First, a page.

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The Elder Scrolls V: Skyrim, a vast fantasy role-playing game with one of the most immersive virtual worlds ever created. We think it's the best game of 2011

Bethesda Softworks

2011 saw one epic video game saga come to a brutal and bloody conclusion even as another reached new heights atop beautifully rendered mountains.

A small Canadian studio's deeply original iOS adventure effectively put an end to the "Are games art?" debate while an Australian developer advanced the technical side of the medium with extraordinary new performance capture technology.

Our creativity was unleashed as we built our own worlds, our minds were expanded via cunning spatial-temporal puzzles, and our reflexes were put to the test in harrowing military battles.

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It was, in short, a great year for games. Here are some of the best.

Skyrim: The Elder Scrolls V

Few video game worlds have ever been as convincing or as easy to lose oneself in as the snowy, Nordic lands of Skyrim. This fantasy RPG entangles us in tales of dragons and plots of political intrigue while simultaneously providing players the freedom to scuttle off and climb mountains and spelunk caves at will. Open-world adventuring has rarely been so epic. (Bethesda Softworks; PS3, X360, PC)

Batman: Arkham City

This dark, moody game is a graphic novel come to interactive life. Its beautifully choreographed action sequences feel as though they've been ripped from the pages of a DC comic, and our brooding, reliably resolute hero is everything one could reasonably hope for in a video game adaptation of the Dark Knight. (Rocksteady Studios; PS3, X360, PC)

Portal 2

When properly and efficiently solved, the clever teleportation-themed puzzles in this test-subject-in-a-maze game confer upon players the satisfying illusion of genius. A genuinely smart and funny script brought to life by talents like Stephen Merchant and J.K. Simmons elevates the experience to something sublime. (Valve Corp.; PS3, X360, PC)

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Gears of War 3

There's something irresistible about Gears of War's excessively aggressive jarheads. Perhaps it's because – and this is especially evident in the franchise's surprisingly moving concluding chapter – when you cut through all the blood and bullets, you find men willing to lay down their lives for their families, their friends, and the hope for a better life. That, and they look awesome wielding chainsaw rifles. (Epic Games; X360)


This low-fi but highly addictive indie hit has players using minerals mined from procedurally generated worlds to build anything they can think of. The game's community, now more than four million strong, has compulsively created and shared castles, cities, spaceships, planets, and more. It's an unmatched phenomenon of player imagination. (Mojang; PC, iOS, Android)

Call of Duty: Modern Warfare 3

Neither the messy departure of the series' founders nor the emergence of competent competitors has put a dent in this juggernaut franchise, the latest iteration of which delivers a thrilling Third World War campaign combined with a deep and long-lasting multiplayer experience. It remains the most gratifying and complete military-themed first-person shooter around. (Infinity Ward; PS3, X360, PC, Wii)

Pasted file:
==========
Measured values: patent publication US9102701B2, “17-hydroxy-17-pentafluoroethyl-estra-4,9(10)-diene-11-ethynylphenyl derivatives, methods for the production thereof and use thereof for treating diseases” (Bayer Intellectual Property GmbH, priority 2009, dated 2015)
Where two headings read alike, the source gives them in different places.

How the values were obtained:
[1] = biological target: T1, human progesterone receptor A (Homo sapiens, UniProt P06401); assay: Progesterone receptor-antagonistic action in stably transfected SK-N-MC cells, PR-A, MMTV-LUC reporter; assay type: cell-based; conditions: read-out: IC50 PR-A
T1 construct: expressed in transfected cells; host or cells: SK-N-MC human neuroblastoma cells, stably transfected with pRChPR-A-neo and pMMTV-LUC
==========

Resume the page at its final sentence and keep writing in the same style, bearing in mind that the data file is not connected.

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The Legend of Zelda: Skyward Sword

It begins slowly, but once this puzzle-filled adventure from Nintendo visionary Shigeru Miyamoto gets going it does its quarter-century-old pedigree proud. The downright ingenious challenges found in its dungeons make for some of the most pure and joyful moments of interactive entertainment in any game this year. (Nintendo; Wii)

Superbrothers: Sword & Sworcery EP

Boldly experimental yet cleverly reverent, this Canadian-made game resists description. Its RPG-ish story takes cues from sources as diverse as The Legend of Zelda and Twin Peaks, its pacing is weirdly affected by the cycle of the real moon, and everything is rendered in the most striking 8-bit graphics I've ever seen. It's an artistic oddity of the most delightful sort. (Capybara Games; iOS)

Uncharted 3: Drake's Deception

If ever there were a video game for fans of adventure films, this would be it. Proudly cinematic in both narrative and appearance, the third entry in one of PlayStation 3's greatest success stories feels like a 12-hour Indiana Jones movie set in modern times. The twist, of course, is that we're in control of its roguish, tomb-raiding hero. (Naughty Dog; PS3)

L.A. Noire

This Australian-made game about a cop investigating crimes in 1940s-era Los Angeles features facial animations so realistic that players rely on them to surmise whether suspects are lying during interrogation. This bar-raising performance capture technology combines with fast-paced action to create an interactive detective tale like no other. (Rockstar Games; PS3, X360, PC)

The Binding of Isaac

This indie hit about a boy attempting to escape the murderous hands of his cult-addled mom offers homage to classic Zelda and Robotron games while delivering wry commentary on the evils of religious zealotry. The game is designed to be finished in a single sitting – assuming you don't die (it's devilishly hard) – but randomly generated dungeons filled with endless secrets provide good reason to play over and over again. (Edmund McMillen; PC)

Super Mario 3D Land

Hands-down the most enjoyable game yet released for Nintendo 3DS, this excellent platformer combines the best of old-school Super Mario Bros. (intuitive play, short and sweet worlds) with Super Mario Galaxy's ingenious three-dimensional level design. It's pretty much a must-buy if you plan on picking up Nintendo's stereoscopic handheld. (Nintendo; Nintendo 3DS)

Deus Ex: Human Revolution